This year was special: even before The Cardinal Newman Society had reported on the scandal, Bishop Robert McManus of Worcester, Massachusetts, convinced Anna Maria College to rescind its invitation to Victoria Kennedy as commencement speaker. Likewise, Bishop George Murry, SJ, persuaded Mercy College of Ohio to rescind its commencement invitation to State Rep. Bob Hagan. And the Archdiocese of Washington publicly scolded Georgetown University for honoring “pro-choice” Catholic Kathleen Sebelius.
The real question I was asking, I think, was this: is this not a battle that has actually been lost? Would it not be better to concentrate on the renewal of the Church; and in the meantime take the necessary measures to prevent institutions like Georgetown from fraudulently describing themselves as Catholic, luring in Catholic students who have decided to study at a particular university because of its Catholic “heritage” into an impossible situation? One such, Chiara Cardone, writes that “Georgetown’s Catholic identity was one of the many outstanding attributes that appealed to me… I was excited by the freedom of thought and the purposeful inquiry promised by a private, Catholic, liberal arts institution… Unfortunately, I found that Georgetown today lacks the integrity to consistently live the Catholic identity it claims… Far beyond nuanced scrutiny or respectful debate, my convictions, especially those regarding the dignity of human life, were instead the subject of sweeping condemnation, even at university-sponsored events. My cultural identity was insulted; my intellectual autonomy and personal agency were denied in order to render my voice inconsequential. On those occasions I came to wonder why, at a Catholic institution, I was so ridiculed for my Catholicism.”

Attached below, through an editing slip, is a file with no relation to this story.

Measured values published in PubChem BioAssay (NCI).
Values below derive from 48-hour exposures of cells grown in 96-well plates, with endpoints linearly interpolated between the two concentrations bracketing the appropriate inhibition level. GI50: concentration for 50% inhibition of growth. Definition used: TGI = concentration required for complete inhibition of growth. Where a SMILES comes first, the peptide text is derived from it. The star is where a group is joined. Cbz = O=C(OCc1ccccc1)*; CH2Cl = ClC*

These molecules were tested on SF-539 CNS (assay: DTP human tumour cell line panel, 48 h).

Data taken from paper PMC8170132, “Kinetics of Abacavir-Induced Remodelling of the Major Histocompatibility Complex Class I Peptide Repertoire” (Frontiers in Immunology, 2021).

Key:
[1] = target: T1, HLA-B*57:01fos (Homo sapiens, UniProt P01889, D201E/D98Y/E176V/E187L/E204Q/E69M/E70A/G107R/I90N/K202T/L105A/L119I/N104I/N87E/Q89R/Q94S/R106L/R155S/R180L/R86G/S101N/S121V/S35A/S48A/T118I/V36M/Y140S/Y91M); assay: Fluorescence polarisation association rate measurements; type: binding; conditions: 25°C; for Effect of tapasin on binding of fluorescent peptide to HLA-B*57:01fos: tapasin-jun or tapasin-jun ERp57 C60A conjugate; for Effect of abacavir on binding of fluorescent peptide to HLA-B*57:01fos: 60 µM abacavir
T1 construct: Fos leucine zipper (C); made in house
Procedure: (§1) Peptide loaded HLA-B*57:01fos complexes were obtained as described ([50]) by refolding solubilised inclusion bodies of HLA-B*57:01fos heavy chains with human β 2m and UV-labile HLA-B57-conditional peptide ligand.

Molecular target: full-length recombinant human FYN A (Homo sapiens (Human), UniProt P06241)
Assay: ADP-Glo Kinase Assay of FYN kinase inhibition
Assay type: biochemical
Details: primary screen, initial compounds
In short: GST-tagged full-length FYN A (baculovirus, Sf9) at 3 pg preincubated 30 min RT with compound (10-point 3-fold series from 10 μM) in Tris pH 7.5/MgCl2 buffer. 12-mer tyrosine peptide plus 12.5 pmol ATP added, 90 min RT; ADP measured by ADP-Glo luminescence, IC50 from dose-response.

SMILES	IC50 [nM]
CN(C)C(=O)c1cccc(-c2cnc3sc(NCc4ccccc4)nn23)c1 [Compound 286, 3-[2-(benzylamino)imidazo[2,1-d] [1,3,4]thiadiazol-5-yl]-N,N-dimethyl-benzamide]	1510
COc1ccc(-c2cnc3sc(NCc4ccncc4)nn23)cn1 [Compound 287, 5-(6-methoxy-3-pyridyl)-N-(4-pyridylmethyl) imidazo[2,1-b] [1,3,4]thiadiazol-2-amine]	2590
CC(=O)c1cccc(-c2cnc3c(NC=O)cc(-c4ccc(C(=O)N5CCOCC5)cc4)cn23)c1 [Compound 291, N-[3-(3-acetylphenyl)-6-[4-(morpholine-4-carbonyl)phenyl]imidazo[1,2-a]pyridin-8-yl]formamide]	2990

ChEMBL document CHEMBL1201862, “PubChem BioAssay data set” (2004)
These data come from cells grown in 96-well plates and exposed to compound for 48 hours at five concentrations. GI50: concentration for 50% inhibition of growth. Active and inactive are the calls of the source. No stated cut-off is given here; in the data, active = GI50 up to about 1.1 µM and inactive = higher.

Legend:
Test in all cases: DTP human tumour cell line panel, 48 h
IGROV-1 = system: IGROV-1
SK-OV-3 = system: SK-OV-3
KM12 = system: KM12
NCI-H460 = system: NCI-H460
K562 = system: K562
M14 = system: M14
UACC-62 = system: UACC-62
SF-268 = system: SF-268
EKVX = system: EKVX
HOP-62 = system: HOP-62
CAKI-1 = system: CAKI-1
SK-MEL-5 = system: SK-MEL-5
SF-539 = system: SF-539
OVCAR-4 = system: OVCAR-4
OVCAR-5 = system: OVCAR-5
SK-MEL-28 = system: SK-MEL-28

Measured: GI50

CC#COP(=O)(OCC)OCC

Does that make your blood boil, or what? Chiara Cardone’s words come from a letter she wrote to the academy award-winning writer William Peter Blatty (magnum opus, The Exorcist, 1971; he was given an Oscar for his screenplay of the novel) who graduated from Georgetown in 1950 when it really was undeniably a Catholic institution, and who is now waging a rather impressive-looking campaign for its regeneration. He is beginning by asking Georgetown alumni to curtail their donations (in the US, alumni are generous to their alma mater, which in many cases are partly dependent on them financially). His reason is very simple:
“Like many men of my generation, I owe much to the Jesuit fathers and to Georgetown University… Throughout an undeservedly wonderful life, I have been guided by the light of my Georgetown education, grounded firmly, as I knew it was even in my youth, in the unmatched intellectual wealth of the Catholic Church. Each time I faltered, as I often did, that guiding light never failed me.”